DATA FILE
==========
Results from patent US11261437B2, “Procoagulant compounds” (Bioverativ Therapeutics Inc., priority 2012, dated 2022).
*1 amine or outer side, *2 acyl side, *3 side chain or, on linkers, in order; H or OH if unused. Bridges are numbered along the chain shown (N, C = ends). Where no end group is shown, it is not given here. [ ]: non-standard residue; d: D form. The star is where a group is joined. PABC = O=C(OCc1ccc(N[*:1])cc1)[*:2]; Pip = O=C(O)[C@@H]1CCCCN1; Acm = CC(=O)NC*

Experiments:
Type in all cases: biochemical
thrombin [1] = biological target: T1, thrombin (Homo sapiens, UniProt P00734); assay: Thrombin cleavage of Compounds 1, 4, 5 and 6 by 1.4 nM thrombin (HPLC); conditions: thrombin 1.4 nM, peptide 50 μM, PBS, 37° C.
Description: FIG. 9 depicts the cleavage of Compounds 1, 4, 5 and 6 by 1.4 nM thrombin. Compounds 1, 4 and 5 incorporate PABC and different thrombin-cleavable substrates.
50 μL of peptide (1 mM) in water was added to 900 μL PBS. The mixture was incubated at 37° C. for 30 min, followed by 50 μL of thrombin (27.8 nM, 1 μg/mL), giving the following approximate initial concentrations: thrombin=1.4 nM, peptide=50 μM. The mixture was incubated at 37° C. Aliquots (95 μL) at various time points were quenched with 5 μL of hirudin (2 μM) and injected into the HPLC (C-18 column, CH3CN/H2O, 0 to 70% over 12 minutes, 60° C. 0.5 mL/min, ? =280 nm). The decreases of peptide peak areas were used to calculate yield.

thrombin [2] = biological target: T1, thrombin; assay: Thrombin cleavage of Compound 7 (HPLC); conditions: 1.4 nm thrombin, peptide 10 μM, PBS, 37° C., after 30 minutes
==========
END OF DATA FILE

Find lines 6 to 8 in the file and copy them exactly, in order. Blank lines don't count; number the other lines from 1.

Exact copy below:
Description: FIG. 9 depicts the cleavage of Compounds 1, 4, 5 and 6 by 1.4 nM thrombin. Compounds 1, 4 and 5 incorporate PABC and different thrombin-cleavable substrates.
50 μL of peptide (1 mM) in water was added to 900 μL PBS. The mixture was incubated at 37° C. for 30 min, followed by 50 μL of thrombin (27.8 nM, 1 μg/mL), giving the following approximate initial concentrations: thrombin=1.4 nM, peptide=50 μM. The mixture was incubated at 37° C. Aliquots (95 μL) at various time points were quenched with 5 μL of hirudin (2 μM) and injected into the HPLC (C-18 column, CH3CN/H2O, 0 to 70% over 12 minutes, 60° C. 0.5 mL/min, ? =280 nm). The decreases of peptide peak areas were used to calculate yield.

thrombin [2] = biological target: T1, thrombin; assay: Thrombin cleavage of Compound 7 (HPLC); conditions: 1.4 nm thrombin, peptide 10 μM, PBS, 37° C., after 30 minutes